Use Wonster Words (Pro Edition) - spelling with ABC phonics by Puzzling with beginning readers to give them some interactive activities that demonstrate how letters and letter combinations make sounds and how sounds make words. Teachers can point kids to a particular word group for individual play, then extend learning with whole-class or small-group activities. For instance, have kids explore new vocabulary words by using them in a story. Or, generate lists of more words that fit in the same sound category and put them together to make an alliterative or rhyming poem. Teachers should also make sure they update the app when updates are released so they can load up on new words.Continue reading Show less
Kids catch floating letter "ghosts" to drag them to their correct place and words. Choose a word family (e.g., words with "at" or "sh") and then choose from the available eight words. When kids tap the letters, they hear what sound they make. For the target sound, instead of hearing letters like "s" and "h" sounded out separately, kids hear and manipulate the blended sound in words like brush, shadow, and bashful. Once they spell the word, kids watch a short animation demonstrating the word's meaning. There's also an occasional distractor activity, like playing with an animal after spelling its name. A special "racers" game has a progressive story line with word puzzles and games along the way.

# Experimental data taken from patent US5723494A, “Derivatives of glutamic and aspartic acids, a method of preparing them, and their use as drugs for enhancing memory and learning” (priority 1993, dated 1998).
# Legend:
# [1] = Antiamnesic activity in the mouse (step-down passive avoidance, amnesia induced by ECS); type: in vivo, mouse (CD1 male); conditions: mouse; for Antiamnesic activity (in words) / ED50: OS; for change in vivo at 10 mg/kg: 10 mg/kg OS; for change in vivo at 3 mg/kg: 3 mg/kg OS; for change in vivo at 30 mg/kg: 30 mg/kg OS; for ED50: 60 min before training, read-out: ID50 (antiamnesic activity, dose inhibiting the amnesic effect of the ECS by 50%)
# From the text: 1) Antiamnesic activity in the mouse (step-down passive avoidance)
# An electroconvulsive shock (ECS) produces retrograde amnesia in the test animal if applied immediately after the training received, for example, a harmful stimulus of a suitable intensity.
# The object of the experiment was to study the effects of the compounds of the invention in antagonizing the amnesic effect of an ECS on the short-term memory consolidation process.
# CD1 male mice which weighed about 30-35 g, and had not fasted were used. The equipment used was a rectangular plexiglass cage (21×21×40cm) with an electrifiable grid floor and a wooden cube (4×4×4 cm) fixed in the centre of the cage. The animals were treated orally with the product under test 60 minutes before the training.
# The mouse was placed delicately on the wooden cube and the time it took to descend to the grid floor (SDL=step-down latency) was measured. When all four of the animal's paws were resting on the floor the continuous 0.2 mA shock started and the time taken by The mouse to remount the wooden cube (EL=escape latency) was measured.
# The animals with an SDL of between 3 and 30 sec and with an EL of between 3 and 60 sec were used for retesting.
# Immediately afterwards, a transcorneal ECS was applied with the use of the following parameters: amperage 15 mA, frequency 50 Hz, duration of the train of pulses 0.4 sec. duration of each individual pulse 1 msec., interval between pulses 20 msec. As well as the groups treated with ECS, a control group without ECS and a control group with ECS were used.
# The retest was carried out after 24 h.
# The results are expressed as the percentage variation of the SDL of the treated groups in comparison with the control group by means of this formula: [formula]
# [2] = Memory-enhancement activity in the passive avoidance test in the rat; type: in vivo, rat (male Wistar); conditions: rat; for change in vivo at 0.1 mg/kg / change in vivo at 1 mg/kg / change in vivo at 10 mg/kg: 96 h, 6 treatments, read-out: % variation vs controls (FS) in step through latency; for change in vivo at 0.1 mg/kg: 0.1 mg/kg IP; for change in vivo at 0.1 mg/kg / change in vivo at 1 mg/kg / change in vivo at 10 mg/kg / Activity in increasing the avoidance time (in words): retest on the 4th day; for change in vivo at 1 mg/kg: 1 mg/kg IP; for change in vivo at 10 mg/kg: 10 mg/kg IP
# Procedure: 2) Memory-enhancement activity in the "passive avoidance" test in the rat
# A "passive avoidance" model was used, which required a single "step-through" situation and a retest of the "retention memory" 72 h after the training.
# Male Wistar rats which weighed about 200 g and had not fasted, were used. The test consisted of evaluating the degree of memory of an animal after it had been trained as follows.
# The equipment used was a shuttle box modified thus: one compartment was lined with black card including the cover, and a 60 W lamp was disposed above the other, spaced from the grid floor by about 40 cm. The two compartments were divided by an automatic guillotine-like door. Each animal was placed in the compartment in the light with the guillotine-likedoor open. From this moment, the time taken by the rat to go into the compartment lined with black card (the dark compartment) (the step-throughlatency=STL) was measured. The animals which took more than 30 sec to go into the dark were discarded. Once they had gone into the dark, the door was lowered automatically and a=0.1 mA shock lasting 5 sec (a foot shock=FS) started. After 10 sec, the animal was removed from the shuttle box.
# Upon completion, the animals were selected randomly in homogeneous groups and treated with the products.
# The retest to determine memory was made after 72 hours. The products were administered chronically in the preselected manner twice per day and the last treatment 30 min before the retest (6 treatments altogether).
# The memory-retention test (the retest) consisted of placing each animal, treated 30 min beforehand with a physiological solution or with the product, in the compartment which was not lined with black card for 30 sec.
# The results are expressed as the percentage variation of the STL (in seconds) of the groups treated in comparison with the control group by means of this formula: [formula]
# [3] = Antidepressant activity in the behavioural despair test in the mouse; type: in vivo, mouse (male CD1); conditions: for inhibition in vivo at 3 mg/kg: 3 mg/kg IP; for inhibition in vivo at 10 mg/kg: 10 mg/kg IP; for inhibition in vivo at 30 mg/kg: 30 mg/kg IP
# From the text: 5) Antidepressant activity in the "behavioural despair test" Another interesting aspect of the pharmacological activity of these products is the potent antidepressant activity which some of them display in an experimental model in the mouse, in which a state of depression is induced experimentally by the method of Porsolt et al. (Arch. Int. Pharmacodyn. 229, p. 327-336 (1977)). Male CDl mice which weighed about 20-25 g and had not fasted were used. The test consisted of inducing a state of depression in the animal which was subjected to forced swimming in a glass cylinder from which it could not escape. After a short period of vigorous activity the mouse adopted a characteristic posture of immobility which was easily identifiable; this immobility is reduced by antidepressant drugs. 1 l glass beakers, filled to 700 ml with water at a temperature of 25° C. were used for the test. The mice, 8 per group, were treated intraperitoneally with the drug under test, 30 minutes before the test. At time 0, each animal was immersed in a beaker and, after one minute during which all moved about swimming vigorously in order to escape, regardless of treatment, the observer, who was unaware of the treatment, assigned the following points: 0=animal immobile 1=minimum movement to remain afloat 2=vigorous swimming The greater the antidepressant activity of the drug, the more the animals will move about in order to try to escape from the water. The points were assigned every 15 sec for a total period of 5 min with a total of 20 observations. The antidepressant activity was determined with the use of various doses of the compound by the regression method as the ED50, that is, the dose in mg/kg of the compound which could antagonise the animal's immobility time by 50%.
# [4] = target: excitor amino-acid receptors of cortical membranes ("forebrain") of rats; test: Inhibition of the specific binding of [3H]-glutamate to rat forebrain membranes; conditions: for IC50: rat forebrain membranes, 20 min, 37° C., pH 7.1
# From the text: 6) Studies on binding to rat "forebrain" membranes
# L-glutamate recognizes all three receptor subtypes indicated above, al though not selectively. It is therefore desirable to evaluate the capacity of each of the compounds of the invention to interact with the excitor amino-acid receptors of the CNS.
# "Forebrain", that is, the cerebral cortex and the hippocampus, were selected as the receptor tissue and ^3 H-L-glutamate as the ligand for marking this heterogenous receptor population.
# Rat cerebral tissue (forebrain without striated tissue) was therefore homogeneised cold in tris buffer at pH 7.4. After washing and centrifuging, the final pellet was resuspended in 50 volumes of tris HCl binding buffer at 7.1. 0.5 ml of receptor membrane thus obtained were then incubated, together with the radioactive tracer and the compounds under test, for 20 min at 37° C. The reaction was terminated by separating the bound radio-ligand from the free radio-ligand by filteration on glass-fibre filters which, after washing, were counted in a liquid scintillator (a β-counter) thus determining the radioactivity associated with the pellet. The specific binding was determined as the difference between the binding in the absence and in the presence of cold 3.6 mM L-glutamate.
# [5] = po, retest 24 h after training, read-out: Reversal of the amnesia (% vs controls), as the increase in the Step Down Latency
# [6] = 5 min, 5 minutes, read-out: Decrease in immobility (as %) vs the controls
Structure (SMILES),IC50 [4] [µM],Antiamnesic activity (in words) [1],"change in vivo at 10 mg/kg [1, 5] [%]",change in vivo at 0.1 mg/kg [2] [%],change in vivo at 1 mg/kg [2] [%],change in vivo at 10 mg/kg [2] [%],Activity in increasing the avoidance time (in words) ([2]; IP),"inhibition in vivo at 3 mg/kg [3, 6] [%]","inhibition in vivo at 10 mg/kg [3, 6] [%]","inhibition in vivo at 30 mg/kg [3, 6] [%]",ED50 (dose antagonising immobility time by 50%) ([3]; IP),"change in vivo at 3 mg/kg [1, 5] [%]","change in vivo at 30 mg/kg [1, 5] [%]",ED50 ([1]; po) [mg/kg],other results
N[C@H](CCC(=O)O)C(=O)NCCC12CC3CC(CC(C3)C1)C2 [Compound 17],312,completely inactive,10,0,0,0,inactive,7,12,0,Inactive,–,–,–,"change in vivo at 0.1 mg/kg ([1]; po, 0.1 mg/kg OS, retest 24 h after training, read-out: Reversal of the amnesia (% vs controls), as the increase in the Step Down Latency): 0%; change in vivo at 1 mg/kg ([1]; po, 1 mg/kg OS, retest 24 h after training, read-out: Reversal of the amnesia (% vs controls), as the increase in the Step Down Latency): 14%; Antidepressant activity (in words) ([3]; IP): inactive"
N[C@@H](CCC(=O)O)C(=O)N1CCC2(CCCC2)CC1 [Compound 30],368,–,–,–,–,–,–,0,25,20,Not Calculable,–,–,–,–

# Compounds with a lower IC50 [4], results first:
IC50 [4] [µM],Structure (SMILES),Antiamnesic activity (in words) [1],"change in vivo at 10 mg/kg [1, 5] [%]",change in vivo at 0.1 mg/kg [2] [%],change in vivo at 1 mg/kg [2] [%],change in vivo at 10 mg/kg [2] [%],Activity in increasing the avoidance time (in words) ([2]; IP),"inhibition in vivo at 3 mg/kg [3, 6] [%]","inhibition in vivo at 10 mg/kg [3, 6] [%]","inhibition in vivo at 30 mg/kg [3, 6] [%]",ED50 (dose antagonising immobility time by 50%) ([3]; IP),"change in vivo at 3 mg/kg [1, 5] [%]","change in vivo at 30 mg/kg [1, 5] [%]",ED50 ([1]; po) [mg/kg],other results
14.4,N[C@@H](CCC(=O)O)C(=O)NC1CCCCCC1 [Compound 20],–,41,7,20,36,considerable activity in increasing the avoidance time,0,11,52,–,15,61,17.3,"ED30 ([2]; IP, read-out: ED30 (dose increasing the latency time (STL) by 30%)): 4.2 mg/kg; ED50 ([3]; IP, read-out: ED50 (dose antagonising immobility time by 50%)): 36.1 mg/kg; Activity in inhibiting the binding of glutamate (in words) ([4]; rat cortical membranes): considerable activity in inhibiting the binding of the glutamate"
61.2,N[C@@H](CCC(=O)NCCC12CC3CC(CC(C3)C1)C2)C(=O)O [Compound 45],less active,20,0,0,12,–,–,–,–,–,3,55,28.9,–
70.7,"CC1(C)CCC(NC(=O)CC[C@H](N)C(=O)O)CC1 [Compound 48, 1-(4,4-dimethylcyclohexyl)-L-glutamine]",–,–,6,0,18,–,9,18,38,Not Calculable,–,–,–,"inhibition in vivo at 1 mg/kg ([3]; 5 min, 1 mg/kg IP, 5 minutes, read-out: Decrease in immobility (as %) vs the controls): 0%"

Wonster Words (Pro Edition) - spelling with ABC phonics by Puzzling does a great job of addressing the idiosyncrasies of written English. Instead of singling out each individual letter sound, kids work with phonemes, or the language sounds actually present in words. However, this attention is paid only to the target sounds, so for example in the "ut" group, the word "peanut" is still sounded out as "p" "e" "a" "n" "ut". Though the animations and accompanying sentences give context and add an opportunity for vocabulary growth, they're sometimes a bit odd, or not quite at the right place for young kids.
Plus, some design issues are distracting: For example, it would be nice to be able to turn the music off; it would be better if kids had to place letters in the correct order; and whether the graphics, animations, and distractor games are cute and appealing or cheesy and unsophisticated is up for debate. All in all, the phonetic approach and vocabulary context make this a step up from simple sound-it-out apps.
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